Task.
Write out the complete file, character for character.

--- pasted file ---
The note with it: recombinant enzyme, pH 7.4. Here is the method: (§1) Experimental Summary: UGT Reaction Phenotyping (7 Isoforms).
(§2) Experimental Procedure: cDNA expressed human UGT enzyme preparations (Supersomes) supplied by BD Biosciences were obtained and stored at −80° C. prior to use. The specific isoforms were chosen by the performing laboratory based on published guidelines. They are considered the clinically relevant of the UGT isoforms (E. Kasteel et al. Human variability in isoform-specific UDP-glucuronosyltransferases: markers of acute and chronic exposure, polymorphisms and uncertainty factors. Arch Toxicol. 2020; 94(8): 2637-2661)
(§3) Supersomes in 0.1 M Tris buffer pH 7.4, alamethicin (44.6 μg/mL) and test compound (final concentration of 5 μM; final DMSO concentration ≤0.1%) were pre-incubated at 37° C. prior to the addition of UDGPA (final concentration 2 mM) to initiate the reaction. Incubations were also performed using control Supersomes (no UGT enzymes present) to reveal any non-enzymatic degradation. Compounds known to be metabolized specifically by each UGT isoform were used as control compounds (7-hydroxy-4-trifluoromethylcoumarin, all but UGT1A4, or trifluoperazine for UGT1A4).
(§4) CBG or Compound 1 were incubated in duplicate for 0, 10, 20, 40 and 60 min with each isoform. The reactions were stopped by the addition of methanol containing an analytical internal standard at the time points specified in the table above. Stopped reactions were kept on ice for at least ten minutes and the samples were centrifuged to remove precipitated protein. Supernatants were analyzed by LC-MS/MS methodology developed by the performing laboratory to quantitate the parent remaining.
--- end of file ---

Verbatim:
The note with it: recombinant enzyme, pH 7.4. Here is the method: (§1) Experimental Summary: UGT Reaction Phenotyping (7 Isoforms).
(§2) Experimental Procedure: cDNA expressed human UGT enzyme preparations (Supersomes) supplied by BD Biosciences were obtained and stored at −80° C. prior to use. The specific isoforms were chosen by the performing laboratory based on published guidelines. They are considered the clinically relevant of the UGT isoforms (E. Kasteel et al. Human variability in isoform-specific UDP-glucuronosyltransferases: markers of acute and chronic exposure, polymorphisms and uncertainty factors. Arch Toxicol. 2020; 94(8): 2637-2661)
(§3) Supersomes in 0.1 M Tris buffer pH 7.4, alamethicin (44.6 μg/mL) and test compound (final concentration of 5 μM; final DMSO concentration ≤0.1%) were pre-incubated at 37° C. prior to the addition of UDGPA (final concentration 2 mM) to initiate the reaction. Incubations were also performed using control Supersomes (no UGT enzymes present) to reveal any non-enzymatic degradation. Compounds known to be metabolized specifically by each UGT isoform were used as control compounds (7-hydroxy-4-trifluoromethylcoumarin, all but UGT1A4, or trifluoperazine for UGT1A4).
(§4) CBG or Compound 1 were incubated in duplicate for 0, 10, 20, 40 and 60 min with each isoform. The reactions were stopped by the addition of methanol containing an analytical internal standard at the time points specified in the table above. Stopped reactions were kept on ice for at least ten minutes and the samples were centrifuged to remove precipitated protein. Supernatants were analyzed by LC-MS/MS methodology developed by the performing laboratory to quantitate the parent remaining.